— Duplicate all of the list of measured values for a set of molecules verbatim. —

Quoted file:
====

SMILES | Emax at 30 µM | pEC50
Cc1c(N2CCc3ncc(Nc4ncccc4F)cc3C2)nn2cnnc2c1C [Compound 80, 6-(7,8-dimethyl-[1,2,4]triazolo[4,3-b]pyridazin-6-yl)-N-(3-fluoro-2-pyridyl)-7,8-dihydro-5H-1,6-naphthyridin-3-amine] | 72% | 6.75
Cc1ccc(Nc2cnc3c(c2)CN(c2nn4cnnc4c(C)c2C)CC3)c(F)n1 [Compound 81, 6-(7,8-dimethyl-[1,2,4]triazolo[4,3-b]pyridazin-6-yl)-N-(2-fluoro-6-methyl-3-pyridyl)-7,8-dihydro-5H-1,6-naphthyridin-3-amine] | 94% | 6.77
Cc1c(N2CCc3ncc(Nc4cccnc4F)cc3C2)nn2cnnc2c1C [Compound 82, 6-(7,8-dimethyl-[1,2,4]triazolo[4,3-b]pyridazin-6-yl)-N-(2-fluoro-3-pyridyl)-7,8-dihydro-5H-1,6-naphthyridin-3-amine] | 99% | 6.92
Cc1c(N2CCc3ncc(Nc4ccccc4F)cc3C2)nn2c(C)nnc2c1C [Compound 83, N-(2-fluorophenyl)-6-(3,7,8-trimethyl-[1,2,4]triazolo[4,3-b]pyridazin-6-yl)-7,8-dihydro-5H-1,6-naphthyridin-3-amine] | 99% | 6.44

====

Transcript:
SMILES | Emax at 30 µM | pEC50
Cc1c(N2CCc3ncc(Nc4ncccc4F)cc3C2)nn2cnnc2c1C [Compound 80, 6-(7,8-dimethyl-[1,2,4]triazolo[4,3-b]pyridazin-6-yl)-N-(3-fluoro-2-pyridyl)-7,8-dihydro-5H-1,6-naphthyridin-3-amine] | 72% | 6.75
Cc1ccc(Nc2cnc3c(c2)CN(c2nn4cnnc4c(C)c2C)CC3)c(F)n1 [Compound 81, 6-(7,8-dimethyl-[1,2,4]triazolo[4,3-b]pyridazin-6-yl)-N-(2-fluoro-6-methyl-3-pyridyl)-7,8-dihydro-5H-1,6-naphthyridin-3-amine] | 94% | 6.77
Cc1c(N2CCc3ncc(Nc4cccnc4F)cc3C2)nn2cnnc2c1C [Compound 82, 6-(7,8-dimethyl-[1,2,4]triazolo[4,3-b]pyridazin-6-yl)-N-(2-fluoro-3-pyridyl)-7,8-dihydro-5H-1,6-naphthyridin-3-amine] | 99% | 6.92
Cc1c(N2CCc3ncc(Nc4ccccc4F)cc3C2)nn2c(C)nnc2c1C [Compound 83, N-(2-fluorophenyl)-6-(3,7,8-trimethyl-[1,2,4]triazolo[4,3-b]pyridazin-6-yl)-7,8-dihydro-5H-1,6-naphthyridin-3-amine] | 99% | 6.44